There is, however, one piece in which JSW experiments with Kellner 75, an attempt at reconstructing the “well tempered” tuning that Bach arrived at during his own experiments. Another is Silbermann, a tuning adapted by the famous German organ builder, which struggles in keys such as A flat or F minor. You’ll hear examples of all three tunings on pieces in this series.
The other thing the eagle-eared will notice is that the organ in these performances is not always sounding at modern pitch.
The pitch of concert A = 440 Hz is a relatively recent thing, determined in the twentieth century, in an attempt to unify pitch standards across the world (only partially successful!). (One only has to think “Peterborough Cathedral” to be reminded of the problems that can arise from organs tuned to different pitch standards.)
In Bach’s day things were nothing like as predictable as they are now. JSW points out that a number of organs were tuned to “Chorton” (choir pitch), which was likely a semitone higher than today’s concert pitch, with A around 466 Hz. A number of these pieces are therefore played at that pitch.
One of the features of Viscount’s digital church organ systems is the relative ease with which temperament and tuning can be changed. All of the above temperaments (and others) were able to be experimented with on the Regent 356 used in these recordings, and the organ could be fine-tuned to any pitch standard, as shown in the pictures. This makes it possible for us to hear the interesting effects of unusual tunings without having to travel miles to play historic instruments.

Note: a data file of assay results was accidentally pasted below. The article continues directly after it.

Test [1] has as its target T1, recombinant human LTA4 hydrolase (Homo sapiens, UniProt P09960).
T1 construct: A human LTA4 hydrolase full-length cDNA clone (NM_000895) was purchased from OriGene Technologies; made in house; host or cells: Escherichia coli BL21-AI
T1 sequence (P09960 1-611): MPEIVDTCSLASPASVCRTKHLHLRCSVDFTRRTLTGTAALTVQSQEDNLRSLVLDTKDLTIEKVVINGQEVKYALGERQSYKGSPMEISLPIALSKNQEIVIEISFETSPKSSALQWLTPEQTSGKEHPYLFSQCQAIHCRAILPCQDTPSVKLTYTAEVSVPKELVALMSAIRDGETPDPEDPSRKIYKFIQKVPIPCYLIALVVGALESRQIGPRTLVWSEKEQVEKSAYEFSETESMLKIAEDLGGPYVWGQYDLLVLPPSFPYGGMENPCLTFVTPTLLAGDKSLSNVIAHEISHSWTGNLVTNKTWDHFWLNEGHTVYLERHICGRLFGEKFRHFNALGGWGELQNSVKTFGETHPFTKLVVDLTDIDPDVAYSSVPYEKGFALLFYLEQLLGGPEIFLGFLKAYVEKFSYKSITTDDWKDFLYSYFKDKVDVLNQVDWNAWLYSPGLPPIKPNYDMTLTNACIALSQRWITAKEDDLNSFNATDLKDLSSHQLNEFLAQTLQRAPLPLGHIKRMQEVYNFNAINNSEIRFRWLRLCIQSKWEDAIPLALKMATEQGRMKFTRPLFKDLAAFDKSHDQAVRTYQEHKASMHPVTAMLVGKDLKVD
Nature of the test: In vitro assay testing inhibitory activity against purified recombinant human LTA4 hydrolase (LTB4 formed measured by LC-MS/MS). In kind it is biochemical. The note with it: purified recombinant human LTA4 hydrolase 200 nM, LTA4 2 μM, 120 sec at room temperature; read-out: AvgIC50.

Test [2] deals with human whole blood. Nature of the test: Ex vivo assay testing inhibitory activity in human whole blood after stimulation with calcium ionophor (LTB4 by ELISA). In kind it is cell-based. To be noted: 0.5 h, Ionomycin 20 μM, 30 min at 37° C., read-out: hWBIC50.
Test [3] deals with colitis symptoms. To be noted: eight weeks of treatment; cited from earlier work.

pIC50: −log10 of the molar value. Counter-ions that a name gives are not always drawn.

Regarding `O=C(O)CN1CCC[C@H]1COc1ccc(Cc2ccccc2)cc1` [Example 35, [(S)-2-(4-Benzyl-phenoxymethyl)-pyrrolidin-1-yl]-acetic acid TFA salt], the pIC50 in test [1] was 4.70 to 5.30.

The Regent 356 organ you hear is a versatile three manual instrument with 56 tab stops, employing the Physis method of organ tone synthesis that is based on physical modelling of the way real organ pipes behave.
Videos from “Paths that lead away from Bach”
“Paths that lead away from Bach” is an interesting exploration of associations between Bach’s music and that of his disciples, associates, rivals and pupils of the time. We start with two pieces by JSB himself, moving through pieces that may have been by his sons, to those by the less well-known Kauffmann, Krebs, Schneider, Kellner, Kittel and Müthel.
1. J.S. Bach: Fugue in G (“The Jig”) (BWV 577)
J.S. Bach’s “Fugue à la gigue” is often so-called because it’s in 12/8 time, and bounces along like a jig dance. It’s a popular piece, and quite a challenge for the organist, who ends up dancing something of a jig on the pedals.